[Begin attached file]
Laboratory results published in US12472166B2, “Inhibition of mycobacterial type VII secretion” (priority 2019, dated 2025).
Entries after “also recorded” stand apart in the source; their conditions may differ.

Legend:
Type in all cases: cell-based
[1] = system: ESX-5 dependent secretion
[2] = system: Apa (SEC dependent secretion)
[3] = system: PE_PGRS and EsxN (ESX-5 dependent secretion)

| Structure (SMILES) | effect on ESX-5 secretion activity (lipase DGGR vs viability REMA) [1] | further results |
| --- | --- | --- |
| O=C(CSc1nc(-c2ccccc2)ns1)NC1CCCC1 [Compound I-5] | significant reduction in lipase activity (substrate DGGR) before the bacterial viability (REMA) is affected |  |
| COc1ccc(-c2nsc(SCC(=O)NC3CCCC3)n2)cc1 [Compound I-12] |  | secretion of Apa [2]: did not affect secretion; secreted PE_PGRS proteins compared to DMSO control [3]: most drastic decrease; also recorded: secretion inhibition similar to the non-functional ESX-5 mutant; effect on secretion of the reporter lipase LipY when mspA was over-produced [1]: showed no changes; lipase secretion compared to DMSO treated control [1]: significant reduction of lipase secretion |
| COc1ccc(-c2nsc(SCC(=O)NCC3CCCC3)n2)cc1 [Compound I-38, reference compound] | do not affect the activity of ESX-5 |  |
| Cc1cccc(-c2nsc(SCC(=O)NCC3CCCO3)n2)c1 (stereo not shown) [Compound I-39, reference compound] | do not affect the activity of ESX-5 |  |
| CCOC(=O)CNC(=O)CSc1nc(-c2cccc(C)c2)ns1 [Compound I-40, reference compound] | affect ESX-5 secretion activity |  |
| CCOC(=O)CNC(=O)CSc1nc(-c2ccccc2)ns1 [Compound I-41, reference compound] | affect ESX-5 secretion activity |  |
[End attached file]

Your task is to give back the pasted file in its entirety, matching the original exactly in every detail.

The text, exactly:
Laboratory results published in US12472166B2, “Inhibition of mycobacterial type VII secretion” (priority 2019, dated 2025).
Entries after “also recorded” stand apart in the source; their conditions may differ.

Legend:
Type in all cases: cell-based
[1] = system: ESX-5 dependent secretion
[2] = system: Apa (SEC dependent secretion)
[3] = system: PE_PGRS and EsxN (ESX-5 dependent secretion)

| Structure (SMILES) | effect on ESX-5 secretion activity (lipase DGGR vs viability REMA) [1] | further results |
| --- | --- | --- |
| O=C(CSc1nc(-c2ccccc2)ns1)NC1CCCC1 [Compound I-5] | significant reduction in lipase activity (substrate DGGR) before the bacterial viability (REMA) is affected |  |
| COc1ccc(-c2nsc(SCC(=O)NC3CCCC3)n2)cc1 [Compound I-12] |  | secretion of Apa [2]: did not affect secretion; secreted PE_PGRS proteins compared to DMSO control [3]: most drastic decrease; also recorded: secretion inhibition similar to the non-functional ESX-5 mutant; effect on secretion of the reporter lipase LipY when mspA was over-produced [1]: showed no changes; lipase secretion compared to DMSO treated control [1]: significant reduction of lipase secretion |
| COc1ccc(-c2nsc(SCC(=O)NCC3CCCC3)n2)cc1 [Compound I-38, reference compound] | do not affect the activity of ESX-5 |  |
| Cc1cccc(-c2nsc(SCC(=O)NCC3CCCO3)n2)c1 (stereo not shown) [Compound I-39, reference compound] | do not affect the activity of ESX-5 |  |
| CCOC(=O)CNC(=O)CSc1nc(-c2cccc(C)c2)ns1 [Compound I-40, reference compound] | affect ESX-5 secretion activity |  |
| CCOC(=O)CNC(=O)CSc1nc(-c2ccccc2)ns1 [Compound I-41, reference compound] | affect ESX-5 secretion activity |  |